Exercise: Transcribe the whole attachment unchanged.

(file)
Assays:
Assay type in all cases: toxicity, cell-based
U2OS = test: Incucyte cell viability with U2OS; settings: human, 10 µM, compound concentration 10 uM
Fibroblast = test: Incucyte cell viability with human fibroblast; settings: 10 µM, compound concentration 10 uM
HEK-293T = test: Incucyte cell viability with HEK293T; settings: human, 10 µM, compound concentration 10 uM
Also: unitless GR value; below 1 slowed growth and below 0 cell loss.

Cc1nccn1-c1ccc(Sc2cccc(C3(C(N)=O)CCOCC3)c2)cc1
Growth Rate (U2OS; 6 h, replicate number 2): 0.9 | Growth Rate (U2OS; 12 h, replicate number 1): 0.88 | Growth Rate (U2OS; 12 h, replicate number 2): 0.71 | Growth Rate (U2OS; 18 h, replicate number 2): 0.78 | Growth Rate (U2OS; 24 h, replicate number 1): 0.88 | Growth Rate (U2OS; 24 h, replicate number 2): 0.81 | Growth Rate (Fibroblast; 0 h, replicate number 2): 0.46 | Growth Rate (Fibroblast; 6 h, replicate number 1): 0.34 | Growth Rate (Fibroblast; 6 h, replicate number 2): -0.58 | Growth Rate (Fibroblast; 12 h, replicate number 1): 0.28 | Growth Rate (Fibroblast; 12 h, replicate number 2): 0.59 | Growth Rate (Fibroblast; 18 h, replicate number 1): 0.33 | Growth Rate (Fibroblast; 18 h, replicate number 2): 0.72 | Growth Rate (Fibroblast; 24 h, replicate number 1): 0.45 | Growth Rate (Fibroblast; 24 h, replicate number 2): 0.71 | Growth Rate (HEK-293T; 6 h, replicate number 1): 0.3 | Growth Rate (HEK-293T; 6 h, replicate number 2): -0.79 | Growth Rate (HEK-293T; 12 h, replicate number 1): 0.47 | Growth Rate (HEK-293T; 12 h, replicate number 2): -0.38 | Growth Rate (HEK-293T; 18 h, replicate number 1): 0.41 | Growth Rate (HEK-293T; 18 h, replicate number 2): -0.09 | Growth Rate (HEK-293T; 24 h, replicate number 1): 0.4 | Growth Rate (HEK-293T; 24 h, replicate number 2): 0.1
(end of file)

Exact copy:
Assays:
Assay type in all cases: toxicity, cell-based
U2OS = test: Incucyte cell viability with U2OS; settings: human, 10 µM, compound concentration 10 uM
Fibroblast = test: Incucyte cell viability with human fibroblast; settings: 10 µM, compound concentration 10 uM
HEK-293T = test: Incucyte cell viability with HEK293T; settings: human, 10 µM, compound concentration 10 uM
Also: unitless GR value; below 1 slowed growth and below 0 cell loss.

Cc1nccn1-c1ccc(Sc2cccc(C3(C(N)=O)CCOCC3)c2)cc1
Growth Rate (U2OS; 6 h, replicate number 2): 0.9 | Growth Rate (U2OS; 12 h, replicate number 1): 0.88 | Growth Rate (U2OS; 12 h, replicate number 2): 0.71 | Growth Rate (U2OS; 18 h, replicate number 2): 0.78 | Growth Rate (U2OS; 24 h, replicate number 1): 0.88 | Growth Rate (U2OS; 24 h, replicate number 2): 0.81 | Growth Rate (Fibroblast; 0 h, replicate number 2): 0.46 | Growth Rate (Fibroblast; 6 h, replicate number 1): 0.34 | Growth Rate (Fibroblast; 6 h, replicate number 2): -0.58 | Growth Rate (Fibroblast; 12 h, replicate number 1): 0.28 | Growth Rate (Fibroblast; 12 h, replicate number 2): 0.59 | Growth Rate (Fibroblast; 18 h, replicate number 1): 0.33 | Growth Rate (Fibroblast; 18 h, replicate number 2): 0.72 | Growth Rate (Fibroblast; 24 h, replicate number 1): 0.45 | Growth Rate (Fibroblast; 24 h, replicate number 2): 0.71 | Growth Rate (HEK-293T; 6 h, replicate number 1): 0.3 | Growth Rate (HEK-293T; 6 h, replicate number 2): -0.79 | Growth Rate (HEK-293T; 12 h, replicate number 1): 0.47 | Growth Rate (HEK-293T; 12 h, replicate number 2): -0.38 | Growth Rate (HEK-293T; 18 h, replicate number 1): 0.41 | Growth Rate (HEK-293T; 18 h, replicate number 2): -0.09 | Growth Rate (HEK-293T; 24 h, replicate number 1): 0.4 | Growth Rate (HEK-293T; 24 h, replicate number 2): 0.1